(Reuters) - Scores of headstones at a Jewish cemetery in Philadelphia have been broken and overturned, media reports said on Sunday, in the latest apparent vandalism incident at a Jewish burial ground in the United States.
Police who responded to a Sunday morning report of vandalism at the Mount Carmel Cemetery found from 75 to 100 gravesites damaged, including toppled headstones snapped off at the base, the Philadelphia Inquirer reported.
ABC television affiliate WPVI said the damage was widespread and footage showed rows of headstones knocked down.
"I'm hoping it was maybe just some drunk kids. But the fact that there's so many, it leads one to think it could have been targeted," cemetery visitor Andrew Mallin, who had come to see his father's grave, told the station.
Mount Carmel holds hundreds of graves, many dating from the start of the 20th century to the 1940s, the Inquirer said. It quoted police as saying the damage was an act of vandalism.
Police did not respond to requests for comment.
Israeli Foreign Ministry spokesman Emmanuel Nahshon said on Twitter: "#Philadelphia Jewish cemetery desecration is shocking and a source of worry. Full confidence #US authorities catch and punish culprits."
The apparent vandalism comes about a week after about 170 headstones were damaged at a Jewish cemetery in St. Louis. Jewish community centers across the United States also have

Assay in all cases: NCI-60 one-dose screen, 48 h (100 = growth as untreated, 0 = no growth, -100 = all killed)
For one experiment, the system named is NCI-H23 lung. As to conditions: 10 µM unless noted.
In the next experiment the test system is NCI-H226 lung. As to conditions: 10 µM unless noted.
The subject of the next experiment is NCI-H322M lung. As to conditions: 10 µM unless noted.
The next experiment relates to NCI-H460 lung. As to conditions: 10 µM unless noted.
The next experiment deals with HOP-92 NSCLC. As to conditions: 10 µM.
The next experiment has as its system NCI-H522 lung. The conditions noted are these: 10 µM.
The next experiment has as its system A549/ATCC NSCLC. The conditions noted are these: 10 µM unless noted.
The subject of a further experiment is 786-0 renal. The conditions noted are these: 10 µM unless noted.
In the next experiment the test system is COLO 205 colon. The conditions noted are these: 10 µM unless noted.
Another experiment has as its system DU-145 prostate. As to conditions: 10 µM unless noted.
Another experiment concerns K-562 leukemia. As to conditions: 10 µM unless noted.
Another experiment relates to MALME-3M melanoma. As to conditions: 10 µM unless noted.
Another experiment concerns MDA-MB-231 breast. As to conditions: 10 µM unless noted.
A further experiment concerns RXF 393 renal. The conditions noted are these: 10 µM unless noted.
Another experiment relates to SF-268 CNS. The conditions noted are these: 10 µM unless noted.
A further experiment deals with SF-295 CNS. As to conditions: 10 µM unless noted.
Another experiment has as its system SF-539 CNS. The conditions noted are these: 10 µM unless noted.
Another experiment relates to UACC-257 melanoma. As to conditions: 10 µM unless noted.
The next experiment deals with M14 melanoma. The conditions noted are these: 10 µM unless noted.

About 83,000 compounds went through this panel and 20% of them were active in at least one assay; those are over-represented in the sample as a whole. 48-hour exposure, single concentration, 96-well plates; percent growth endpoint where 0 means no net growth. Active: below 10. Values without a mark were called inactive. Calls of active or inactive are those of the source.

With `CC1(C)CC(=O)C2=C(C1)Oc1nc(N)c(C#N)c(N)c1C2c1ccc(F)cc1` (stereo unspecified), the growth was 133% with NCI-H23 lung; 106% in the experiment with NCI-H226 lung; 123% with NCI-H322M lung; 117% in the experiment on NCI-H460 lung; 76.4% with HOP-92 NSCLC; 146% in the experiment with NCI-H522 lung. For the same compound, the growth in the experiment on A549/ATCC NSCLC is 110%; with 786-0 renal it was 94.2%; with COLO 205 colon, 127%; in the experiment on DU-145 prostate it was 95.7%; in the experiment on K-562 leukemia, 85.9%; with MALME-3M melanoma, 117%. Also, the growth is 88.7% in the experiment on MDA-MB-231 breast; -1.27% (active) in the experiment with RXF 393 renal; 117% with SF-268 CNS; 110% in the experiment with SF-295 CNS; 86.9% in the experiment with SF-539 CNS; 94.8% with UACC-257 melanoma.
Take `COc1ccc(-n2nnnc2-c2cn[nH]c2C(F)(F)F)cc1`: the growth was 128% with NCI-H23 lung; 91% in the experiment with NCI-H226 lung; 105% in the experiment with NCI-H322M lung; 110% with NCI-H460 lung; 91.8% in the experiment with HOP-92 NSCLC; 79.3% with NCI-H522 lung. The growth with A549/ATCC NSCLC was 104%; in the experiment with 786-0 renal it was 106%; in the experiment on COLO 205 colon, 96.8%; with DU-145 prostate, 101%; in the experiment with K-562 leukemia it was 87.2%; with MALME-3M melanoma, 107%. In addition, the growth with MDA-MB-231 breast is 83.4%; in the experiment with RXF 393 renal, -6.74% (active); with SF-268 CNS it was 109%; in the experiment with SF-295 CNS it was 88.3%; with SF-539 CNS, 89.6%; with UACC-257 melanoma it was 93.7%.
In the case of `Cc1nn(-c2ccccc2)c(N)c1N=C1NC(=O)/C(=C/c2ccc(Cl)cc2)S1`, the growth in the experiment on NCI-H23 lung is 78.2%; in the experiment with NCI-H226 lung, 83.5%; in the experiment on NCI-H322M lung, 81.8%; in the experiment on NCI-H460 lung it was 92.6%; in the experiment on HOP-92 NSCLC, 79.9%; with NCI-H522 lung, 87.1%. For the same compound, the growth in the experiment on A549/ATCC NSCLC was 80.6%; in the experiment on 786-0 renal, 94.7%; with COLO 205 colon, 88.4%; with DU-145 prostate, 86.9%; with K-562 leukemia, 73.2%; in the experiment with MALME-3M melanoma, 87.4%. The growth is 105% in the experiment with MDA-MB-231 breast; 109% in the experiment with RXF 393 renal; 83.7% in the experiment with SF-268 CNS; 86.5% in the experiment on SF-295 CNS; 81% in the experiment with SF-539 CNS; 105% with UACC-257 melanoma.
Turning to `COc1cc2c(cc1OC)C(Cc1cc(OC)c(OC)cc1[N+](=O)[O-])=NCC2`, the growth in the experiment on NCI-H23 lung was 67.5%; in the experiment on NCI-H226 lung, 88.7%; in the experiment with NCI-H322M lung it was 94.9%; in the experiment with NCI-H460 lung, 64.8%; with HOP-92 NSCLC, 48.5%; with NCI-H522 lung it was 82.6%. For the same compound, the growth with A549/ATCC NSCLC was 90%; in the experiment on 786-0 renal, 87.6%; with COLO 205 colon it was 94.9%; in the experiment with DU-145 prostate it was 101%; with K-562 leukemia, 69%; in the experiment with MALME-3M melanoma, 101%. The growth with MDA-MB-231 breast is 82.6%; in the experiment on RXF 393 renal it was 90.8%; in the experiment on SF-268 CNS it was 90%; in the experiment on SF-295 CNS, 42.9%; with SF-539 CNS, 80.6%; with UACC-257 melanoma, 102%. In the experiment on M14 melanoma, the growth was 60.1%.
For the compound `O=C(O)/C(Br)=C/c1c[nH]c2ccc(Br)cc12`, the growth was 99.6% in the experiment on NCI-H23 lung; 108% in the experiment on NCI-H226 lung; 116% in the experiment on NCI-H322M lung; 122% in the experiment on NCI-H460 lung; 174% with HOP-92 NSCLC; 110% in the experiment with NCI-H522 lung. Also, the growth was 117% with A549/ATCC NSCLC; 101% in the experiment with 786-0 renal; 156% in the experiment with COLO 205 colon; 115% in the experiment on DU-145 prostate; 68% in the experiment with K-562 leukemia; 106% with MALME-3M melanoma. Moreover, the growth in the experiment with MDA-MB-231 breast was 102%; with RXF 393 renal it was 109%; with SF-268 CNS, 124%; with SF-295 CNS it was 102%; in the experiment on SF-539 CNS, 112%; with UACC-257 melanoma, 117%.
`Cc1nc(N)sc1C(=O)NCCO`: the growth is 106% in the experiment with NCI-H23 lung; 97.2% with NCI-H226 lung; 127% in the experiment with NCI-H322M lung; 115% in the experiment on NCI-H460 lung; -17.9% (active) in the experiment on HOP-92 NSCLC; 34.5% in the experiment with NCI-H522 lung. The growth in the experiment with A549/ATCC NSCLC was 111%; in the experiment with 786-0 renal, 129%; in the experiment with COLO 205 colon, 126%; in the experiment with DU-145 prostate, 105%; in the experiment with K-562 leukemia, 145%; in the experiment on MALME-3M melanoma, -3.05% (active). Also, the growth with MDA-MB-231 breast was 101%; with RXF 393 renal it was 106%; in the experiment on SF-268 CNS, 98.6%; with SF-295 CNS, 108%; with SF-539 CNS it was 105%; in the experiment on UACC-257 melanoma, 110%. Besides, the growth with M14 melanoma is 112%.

reported a surge in bomb threats, but all were hoaxes.
Muslim Americans have helped raise about $131,000 to repair the St. Louis cemetery, far exceeding organizers' $20,000 goal, according to their LaunchGood website.
Some Jewish groups have described the vandalism and threats as the latest evidence that Donald Trump's election as U.S. president had emboldened anti-Semitic groups. His campaign last year drew the support of white nationalists and right-wing groups, despite his disavowals of them.
Trump delivered his first public condemnation of anti-Semitic incidents on Tuesday. The threats are "horrible and are painful and a very sad reminder of the work that still must be done to root out hate and prejudice and evil," he said.
Some Jewish organizations have criticized his approach. The Anne Frank Center for Mutual Respect in New York called his comments "a Band-Aid on the cancer of anti-Semitism that has infected his own administration."
Jewish groups also had criticized the White House for omitting any mention of Jews in its statement marking Holocaust Memorial Day last month.
(Reporting by Ian Simpson in Washington; Editing by Alistair Bell)